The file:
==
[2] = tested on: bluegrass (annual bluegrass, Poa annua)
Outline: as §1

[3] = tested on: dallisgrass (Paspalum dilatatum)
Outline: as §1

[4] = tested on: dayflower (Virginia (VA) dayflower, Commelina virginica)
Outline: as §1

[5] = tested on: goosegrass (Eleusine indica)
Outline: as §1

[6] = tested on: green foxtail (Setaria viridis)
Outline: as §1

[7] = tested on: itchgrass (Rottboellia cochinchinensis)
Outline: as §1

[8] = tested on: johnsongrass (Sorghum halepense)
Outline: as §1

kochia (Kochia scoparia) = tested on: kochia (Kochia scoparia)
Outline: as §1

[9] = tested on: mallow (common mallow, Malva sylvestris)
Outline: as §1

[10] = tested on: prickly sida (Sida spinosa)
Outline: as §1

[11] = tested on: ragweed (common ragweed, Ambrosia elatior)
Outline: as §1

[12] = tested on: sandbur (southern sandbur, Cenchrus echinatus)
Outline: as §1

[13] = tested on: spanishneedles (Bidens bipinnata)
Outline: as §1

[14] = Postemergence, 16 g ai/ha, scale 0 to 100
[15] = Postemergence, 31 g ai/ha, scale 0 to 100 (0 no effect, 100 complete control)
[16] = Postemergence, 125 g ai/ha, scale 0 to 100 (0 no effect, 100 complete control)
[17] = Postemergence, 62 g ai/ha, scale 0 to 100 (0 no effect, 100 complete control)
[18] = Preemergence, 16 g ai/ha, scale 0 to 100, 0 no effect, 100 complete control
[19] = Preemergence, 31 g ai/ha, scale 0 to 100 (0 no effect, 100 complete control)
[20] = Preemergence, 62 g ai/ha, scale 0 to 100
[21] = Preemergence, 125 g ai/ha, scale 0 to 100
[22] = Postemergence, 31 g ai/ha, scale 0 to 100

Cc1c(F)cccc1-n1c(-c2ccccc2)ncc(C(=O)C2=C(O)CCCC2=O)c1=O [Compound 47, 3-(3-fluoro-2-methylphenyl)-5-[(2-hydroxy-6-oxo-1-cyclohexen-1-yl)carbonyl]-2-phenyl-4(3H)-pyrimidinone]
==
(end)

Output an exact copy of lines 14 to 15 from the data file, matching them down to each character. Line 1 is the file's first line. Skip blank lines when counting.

Outline: as §1

kochia (Kochia scoparia) = tested on: kochia (Kochia scoparia)